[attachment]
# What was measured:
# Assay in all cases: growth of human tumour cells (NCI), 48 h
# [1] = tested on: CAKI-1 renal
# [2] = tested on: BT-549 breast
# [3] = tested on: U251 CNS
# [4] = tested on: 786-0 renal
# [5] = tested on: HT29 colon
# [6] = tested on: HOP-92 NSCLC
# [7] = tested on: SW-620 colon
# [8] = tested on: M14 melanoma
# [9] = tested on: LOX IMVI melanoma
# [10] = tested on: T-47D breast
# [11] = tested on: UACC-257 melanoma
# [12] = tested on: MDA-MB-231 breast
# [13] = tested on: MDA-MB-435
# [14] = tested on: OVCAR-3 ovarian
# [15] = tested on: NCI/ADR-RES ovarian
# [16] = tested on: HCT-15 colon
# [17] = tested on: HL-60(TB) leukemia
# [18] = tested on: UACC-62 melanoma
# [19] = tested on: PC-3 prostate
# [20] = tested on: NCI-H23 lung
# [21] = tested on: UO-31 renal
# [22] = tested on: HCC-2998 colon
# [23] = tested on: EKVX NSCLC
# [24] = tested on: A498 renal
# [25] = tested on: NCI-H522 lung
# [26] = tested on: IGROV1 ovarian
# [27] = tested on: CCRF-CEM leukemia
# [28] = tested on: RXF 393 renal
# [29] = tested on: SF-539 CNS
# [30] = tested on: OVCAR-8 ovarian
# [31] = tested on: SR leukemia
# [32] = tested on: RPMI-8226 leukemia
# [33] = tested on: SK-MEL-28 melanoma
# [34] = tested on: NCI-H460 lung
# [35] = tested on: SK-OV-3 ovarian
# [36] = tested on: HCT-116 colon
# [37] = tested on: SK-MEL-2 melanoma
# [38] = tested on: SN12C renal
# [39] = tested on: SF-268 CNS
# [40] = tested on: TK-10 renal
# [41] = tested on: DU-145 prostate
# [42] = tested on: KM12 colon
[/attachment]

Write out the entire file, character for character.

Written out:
# What was measured:
# Assay in all cases: growth of human tumour cells (NCI), 48 h
# [1] = tested on: CAKI-1 renal
# [2] = tested on: BT-549 breast
# [3] = tested on: U251 CNS
# [4] = tested on: 786-0 renal
# [5] = tested on: HT29 colon
# [6] = tested on: HOP-92 NSCLC
# [7] = tested on: SW-620 colon
# [8] = tested on: M14 melanoma
# [9] = tested on: LOX IMVI melanoma
# [10] = tested on: T-47D breast
# [11] = tested on: UACC-257 melanoma
# [12] = tested on: MDA-MB-231 breast
# [13] = tested on: MDA-MB-435
# [14] = tested on: OVCAR-3 ovarian
# [15] = tested on: NCI/ADR-RES ovarian
# [16] = tested on: HCT-15 colon
# [17] = tested on: HL-60(TB) leukemia
# [18] = tested on: UACC-62 melanoma
# [19] = tested on: PC-3 prostate
# [20] = tested on: NCI-H23 lung
# [21] = tested on: UO-31 renal
# [22] = tested on: HCC-2998 colon
# [23] = tested on: EKVX NSCLC
# [24] = tested on: A498 renal
# [25] = tested on: NCI-H522 lung
# [26] = tested on: IGROV1 ovarian
# [27] = tested on: CCRF-CEM leukemia
# [28] = tested on: RXF 393 renal
# [29] = tested on: SF-539 CNS
# [30] = tested on: OVCAR-8 ovarian
# [31] = tested on: SR leukemia
# [32] = tested on: RPMI-8226 leukemia
# [33] = tested on: SK-MEL-28 melanoma
# [34] = tested on: NCI-H460 lung
# [35] = tested on: SK-OV-3 ovarian
# [36] = tested on: HCT-116 colon
# [37] = tested on: SK-MEL-2 melanoma
# [38] = tested on: SN12C renal
# [39] = tested on: SF-268 CNS
# [40] = tested on: TK-10 renal
# [41] = tested on: DU-145 prostate
# [42] = tested on: KM12 colon